We learned a lot of new things over the course of our 10-day, 120-mile paddle. (If you’re just tuning in, we invite you to visit our previous Keys posts.) Today’s eureka:
#7: It’s possible to paddle in the shade.
The sun’s strong here. Luckily, mangrove forests are everywhere (but they’re tight quarters….just remember to take your paddle apart and maneuver with one half).
Short cut! Mangroves line more than 1,800 miles of shoreline within Florida Keys National Marine Sanctuary.
The dense tangle of prop roots make the trees appear to be standing on stilts above the water. This tangle helps the trees handle the daily rise and fall of tides. Most mangroves get flooded at least twice per day.
The red mangrove produces a spear-shaped seed that is up to 10 inches long and will float until it implants into soil.
Seeking relief (ahem) on a black mangrove island
Or you can paddle in the shadows of the Long Key Viaduct (1907) and modern-day Long Key Bridge.
The Long Key Viaduct was part of Henry Flagler’s Overseas Railroad; today, it’s a bike and pedestrian path/fishing pier
Long Key Bridge was built to replace the Long Key Viaduct (1907), which still stands parallel to the bridge.
Sometimes you just have to make your own shade. (2G3K Gear Recommendation: the versatile UV Buff)…
Jean, is that you?
Hen at SPF 1,000
…Or you can simply take advantage of passing clouds.
Next up: Wildlife takes vacations too. 🙂
Continuing Ed on 10 Things We Learned while paddling from Key Largo to Key West. (Crib notes here: Part 1, Part 2 and Part 3) 🙂
#5: The Keys are an ancient coral reef…
#6: …and quirky as hell.
Beer-and-babes motorboat vs. kayaking nature nerds
Early in the trip, we took a short cut (literally) from oceanside to Florida Bay—the tides of which don’t correspond, by the way. (A geographical quirk!) Paddling through Adams Cut, a manmade residential canal, we glimpsed Key Largo in cross-section: its deep coral foundation.
Fossilized coral is rock hard. You need tent stakes as long as your forearm.
An iguana poses for Hen on his front porch
Dinosaur-like iguana, ancient coral-reef home foundation
We pitched our tents in a number of RV (“recreational vehicle”) campgrounds. Nice word for “trailer parks.” For us geeks, this was a whole new world of massive rolling castles and snowbirding nomads. Hmm, and you thought NYC was quirky…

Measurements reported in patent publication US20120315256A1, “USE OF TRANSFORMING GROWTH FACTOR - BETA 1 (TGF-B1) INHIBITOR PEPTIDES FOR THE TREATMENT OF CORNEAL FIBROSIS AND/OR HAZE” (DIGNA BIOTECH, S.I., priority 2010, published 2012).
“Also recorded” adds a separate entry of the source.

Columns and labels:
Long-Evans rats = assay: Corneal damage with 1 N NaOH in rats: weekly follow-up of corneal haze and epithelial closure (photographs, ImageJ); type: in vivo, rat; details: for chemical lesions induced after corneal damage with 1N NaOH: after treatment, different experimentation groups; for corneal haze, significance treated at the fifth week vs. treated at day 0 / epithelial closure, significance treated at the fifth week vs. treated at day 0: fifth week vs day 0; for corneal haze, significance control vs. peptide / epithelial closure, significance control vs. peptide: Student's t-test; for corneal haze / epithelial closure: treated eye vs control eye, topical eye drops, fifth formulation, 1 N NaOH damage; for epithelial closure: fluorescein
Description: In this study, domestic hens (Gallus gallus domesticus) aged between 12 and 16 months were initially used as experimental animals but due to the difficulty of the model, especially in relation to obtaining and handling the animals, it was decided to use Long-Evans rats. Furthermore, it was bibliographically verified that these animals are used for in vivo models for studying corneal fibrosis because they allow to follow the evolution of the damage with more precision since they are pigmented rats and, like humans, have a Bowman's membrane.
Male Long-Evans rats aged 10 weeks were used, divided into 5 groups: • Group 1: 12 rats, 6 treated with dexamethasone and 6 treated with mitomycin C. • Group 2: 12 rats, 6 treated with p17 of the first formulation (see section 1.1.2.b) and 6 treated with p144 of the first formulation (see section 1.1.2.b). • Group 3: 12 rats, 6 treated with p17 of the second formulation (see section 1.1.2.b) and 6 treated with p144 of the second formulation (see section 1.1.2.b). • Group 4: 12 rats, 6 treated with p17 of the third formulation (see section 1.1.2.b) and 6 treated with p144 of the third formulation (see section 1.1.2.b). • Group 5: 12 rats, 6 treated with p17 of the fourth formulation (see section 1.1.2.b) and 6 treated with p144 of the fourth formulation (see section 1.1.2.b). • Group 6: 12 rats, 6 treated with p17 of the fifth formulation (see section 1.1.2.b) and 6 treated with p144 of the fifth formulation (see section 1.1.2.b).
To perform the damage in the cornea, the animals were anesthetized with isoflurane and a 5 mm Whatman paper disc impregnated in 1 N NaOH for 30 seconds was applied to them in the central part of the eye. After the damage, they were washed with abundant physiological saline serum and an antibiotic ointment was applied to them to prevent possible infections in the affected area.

On closer inspection, this tent was actually a barn for…(look beyond it, to the right…)
Lucy, the miniature horse. Now that’s pet-friendly!
Adams Cut: cross section of coral foundation
Fossil-fuel burners among the fossils
Lots of property for sale as the sea level rises
Our tents among the RVs
Monthly rent around $2500 includes electricity and water
Jack, Rick and Alex (headlamp) do the dishes at RV campground
It is wonderful to do your laundry after days on the “road”
Picnic Key. The name says it all.
Sunny afternoon on Picnic Key
Another day, another dozen miles paddling from Key Largo to West. Of the things we learned here, this one was immediately obvious.
#4: The water is a gorgeous color. And so is everything else.
Photos above: Pelican’s eye view of Indian Key. Bill and Jack approach Long Key. Colorful character Hen. Storm clearing over Rock Harbor. Debra and unusual kayak storage. Arrival at Geiger Key to set up camp. Betsy takes a break near Indian Key. Angels over Curry Hammock State Park.
Green water, lavender sky
Jack and Rick
Popps Motel in Rock Harbor
Leaving Rock Harbor
Rick in a sunny moment
Colorful yaks at campsite
Tent platforms at Long Key State Park
Arriving at Sugarloaf Key
House in Key West
Part 1 is here. As well as the previous post in our Keys-y series. 🙂
Kayakers are “cloudspotters.” Ordinarily, gazing up at the heavens gives us our weather report. But this Florida Keys sunset took our breath away. Virga—wispy ice crystals falling through high winds, in the lower right of the frame—predict deterioration of the weather. (Got that right! More on our recent 110-mile paddle from Key Largo to Key West coming up…) Another classic case of clouds imitating art: This exhibit ranged from Albrecht Durer’s grey “Winged Man Playing a Lute” to Chagall’s fiery “Sarah and the Angels” and back again. 🙂